Meanwhile, in 1888, Aspinall had negotiated with the Chilean government the right to establish a new mission station in the Wollaston Islands, a little north of Cape Horn. Before year's end, Leonard and Nellie Burleigh, with their young child, were transferred from Keppel and settled on Bayly Island. The natives of this area lived in poor conditions, and the adverse weather made the couple's task arduous in the extreme. Helpers were sent from Ushuaia, and the mission´s orphanage at Ushuaia was transferred there also. Not until 1892, however, was it possible to transfer the mission to a more sheltered site, at Tekenika Bay, on Hoste Island.

The Tekenika Mission

This third mission had an inauspicious start. Almost 200 natives had congregated around the site, but it was too late in the season to plant food beds and the animals had not arrived. With supplies arriving occasionally by boat, and the natives away foraging, all construction work fell upon the two male missionaries. Almost everyone succumbed to illness, and conditions were very stressful. Then in late 1893, Burleigh was drowned and the project was in crisis, relying on a series of temporary missionaries until Peter Pringle and his wife arrived to maintain continuity of the work.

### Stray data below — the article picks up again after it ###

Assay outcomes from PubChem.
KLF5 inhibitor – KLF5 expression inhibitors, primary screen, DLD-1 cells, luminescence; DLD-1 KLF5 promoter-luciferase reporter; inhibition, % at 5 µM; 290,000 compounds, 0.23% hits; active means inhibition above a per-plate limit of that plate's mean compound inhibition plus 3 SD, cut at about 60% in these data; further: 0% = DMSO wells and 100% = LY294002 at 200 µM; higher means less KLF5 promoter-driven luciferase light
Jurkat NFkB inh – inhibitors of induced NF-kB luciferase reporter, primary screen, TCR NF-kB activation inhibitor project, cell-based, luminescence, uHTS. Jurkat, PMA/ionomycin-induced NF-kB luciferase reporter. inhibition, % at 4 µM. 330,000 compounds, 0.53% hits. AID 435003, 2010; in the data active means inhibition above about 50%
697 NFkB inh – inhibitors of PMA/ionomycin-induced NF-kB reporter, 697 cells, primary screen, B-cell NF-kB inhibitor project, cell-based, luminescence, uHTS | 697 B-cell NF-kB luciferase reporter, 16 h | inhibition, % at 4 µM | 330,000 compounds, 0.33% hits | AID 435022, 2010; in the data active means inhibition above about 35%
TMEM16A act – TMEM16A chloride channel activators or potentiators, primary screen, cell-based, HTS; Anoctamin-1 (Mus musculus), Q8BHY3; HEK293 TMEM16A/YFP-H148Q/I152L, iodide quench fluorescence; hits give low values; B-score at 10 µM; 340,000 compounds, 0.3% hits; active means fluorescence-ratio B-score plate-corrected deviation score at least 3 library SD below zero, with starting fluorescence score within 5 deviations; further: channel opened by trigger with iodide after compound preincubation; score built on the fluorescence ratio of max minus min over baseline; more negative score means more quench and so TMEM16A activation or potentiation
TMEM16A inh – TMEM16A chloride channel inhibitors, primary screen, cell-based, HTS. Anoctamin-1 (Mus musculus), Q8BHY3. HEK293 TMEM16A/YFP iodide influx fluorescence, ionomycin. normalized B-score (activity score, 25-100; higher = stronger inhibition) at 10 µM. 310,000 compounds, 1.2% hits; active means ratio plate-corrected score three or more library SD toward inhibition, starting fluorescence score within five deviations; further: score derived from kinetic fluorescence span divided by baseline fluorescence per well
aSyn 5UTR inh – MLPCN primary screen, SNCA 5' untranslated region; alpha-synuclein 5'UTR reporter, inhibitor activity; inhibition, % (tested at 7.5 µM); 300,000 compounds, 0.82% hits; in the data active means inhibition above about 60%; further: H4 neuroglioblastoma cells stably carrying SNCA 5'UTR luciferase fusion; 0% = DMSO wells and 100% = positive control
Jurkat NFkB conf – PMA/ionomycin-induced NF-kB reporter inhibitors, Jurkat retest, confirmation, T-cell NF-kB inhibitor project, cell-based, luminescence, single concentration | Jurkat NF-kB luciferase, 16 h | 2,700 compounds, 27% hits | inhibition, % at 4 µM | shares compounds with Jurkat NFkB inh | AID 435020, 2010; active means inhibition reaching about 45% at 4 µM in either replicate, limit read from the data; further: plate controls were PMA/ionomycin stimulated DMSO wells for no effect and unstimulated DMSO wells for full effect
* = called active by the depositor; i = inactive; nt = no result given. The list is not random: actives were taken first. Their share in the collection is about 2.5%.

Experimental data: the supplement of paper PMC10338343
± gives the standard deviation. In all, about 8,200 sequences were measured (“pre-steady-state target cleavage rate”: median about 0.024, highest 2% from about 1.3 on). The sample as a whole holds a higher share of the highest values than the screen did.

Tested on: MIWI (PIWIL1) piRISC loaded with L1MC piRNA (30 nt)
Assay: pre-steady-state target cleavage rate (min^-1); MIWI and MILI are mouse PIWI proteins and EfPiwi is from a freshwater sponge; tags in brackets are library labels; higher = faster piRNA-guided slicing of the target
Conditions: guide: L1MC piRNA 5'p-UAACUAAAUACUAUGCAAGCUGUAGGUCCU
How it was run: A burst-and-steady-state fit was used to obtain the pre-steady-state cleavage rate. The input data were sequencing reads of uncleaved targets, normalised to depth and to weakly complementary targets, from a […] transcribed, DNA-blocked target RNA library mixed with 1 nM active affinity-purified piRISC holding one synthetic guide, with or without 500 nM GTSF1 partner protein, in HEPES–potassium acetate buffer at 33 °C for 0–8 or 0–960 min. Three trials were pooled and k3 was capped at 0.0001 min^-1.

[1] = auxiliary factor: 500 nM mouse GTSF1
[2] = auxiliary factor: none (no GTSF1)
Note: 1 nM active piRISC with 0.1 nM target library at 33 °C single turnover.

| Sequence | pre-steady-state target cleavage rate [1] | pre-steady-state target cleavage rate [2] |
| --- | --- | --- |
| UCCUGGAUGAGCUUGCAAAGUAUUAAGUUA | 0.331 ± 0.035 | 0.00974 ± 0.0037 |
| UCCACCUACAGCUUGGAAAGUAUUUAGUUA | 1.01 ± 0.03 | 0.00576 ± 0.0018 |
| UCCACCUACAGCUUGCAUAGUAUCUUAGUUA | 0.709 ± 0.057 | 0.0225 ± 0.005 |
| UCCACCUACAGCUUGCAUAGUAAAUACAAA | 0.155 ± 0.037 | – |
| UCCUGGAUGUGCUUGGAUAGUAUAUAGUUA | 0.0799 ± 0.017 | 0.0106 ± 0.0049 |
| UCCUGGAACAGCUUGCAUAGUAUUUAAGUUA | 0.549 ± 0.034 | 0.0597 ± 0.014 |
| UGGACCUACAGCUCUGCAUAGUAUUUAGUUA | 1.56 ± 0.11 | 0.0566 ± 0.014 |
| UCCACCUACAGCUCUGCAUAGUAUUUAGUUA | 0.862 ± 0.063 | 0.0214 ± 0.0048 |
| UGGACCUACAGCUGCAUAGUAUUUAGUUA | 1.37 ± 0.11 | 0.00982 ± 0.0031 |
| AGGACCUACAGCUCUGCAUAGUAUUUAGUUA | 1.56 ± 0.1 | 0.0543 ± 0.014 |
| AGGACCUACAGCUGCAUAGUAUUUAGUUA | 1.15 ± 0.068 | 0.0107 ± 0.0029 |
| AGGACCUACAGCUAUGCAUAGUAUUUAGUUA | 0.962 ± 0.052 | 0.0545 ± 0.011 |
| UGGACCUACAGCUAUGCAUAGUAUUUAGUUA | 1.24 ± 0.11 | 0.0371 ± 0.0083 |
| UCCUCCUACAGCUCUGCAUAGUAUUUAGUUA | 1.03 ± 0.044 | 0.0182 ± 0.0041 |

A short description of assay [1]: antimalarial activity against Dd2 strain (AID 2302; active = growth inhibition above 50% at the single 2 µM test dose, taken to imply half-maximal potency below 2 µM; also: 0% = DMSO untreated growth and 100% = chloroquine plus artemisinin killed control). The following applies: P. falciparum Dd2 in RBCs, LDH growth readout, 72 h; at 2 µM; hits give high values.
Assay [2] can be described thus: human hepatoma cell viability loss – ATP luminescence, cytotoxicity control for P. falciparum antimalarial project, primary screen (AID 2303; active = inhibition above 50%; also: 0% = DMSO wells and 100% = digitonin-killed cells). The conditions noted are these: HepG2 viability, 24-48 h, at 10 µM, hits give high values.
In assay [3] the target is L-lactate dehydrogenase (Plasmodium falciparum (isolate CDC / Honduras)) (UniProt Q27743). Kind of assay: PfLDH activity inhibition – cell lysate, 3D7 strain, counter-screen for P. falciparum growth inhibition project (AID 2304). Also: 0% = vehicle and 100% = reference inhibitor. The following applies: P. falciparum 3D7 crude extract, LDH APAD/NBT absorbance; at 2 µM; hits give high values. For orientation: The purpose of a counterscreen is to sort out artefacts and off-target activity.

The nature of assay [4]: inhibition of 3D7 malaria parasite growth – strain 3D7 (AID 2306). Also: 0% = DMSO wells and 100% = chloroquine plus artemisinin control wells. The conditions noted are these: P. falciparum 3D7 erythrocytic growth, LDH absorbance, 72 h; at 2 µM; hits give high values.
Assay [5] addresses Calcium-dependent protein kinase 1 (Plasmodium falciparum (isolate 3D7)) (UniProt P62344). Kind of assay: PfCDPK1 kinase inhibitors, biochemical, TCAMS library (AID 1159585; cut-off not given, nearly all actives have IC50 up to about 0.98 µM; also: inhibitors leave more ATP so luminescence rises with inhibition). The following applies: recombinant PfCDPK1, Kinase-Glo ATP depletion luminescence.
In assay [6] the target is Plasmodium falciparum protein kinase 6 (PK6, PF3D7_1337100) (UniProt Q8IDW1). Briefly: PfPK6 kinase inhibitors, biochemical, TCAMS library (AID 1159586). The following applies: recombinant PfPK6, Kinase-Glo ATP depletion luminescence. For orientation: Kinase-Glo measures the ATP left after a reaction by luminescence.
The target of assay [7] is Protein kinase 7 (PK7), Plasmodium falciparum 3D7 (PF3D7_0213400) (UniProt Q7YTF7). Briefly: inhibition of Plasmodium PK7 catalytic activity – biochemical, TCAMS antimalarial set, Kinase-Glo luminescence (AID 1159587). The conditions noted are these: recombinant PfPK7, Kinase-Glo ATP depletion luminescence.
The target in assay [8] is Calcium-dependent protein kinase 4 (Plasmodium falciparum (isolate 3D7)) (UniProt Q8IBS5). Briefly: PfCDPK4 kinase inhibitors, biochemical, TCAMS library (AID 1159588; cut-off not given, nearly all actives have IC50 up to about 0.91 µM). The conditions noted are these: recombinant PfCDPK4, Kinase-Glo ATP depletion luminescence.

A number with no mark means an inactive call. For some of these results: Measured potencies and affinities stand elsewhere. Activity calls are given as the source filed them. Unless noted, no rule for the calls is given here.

The Rev. John Williams (who had worked briefly at Tekenika in 1895) and his family returned to Tekenika in 1902 after a six-year term as chaplain of the new Anglican church in Punta Arenas. In the intervening years, a dedicated team of missionaries had expanded the mission buildings, providing all the help they could muster. But the Yamanas were a dying race, and the mission was too remote. The end was inevitable, and in 1907 the missionaries transferred their base of operations for the last time.

The Río Douglas Mission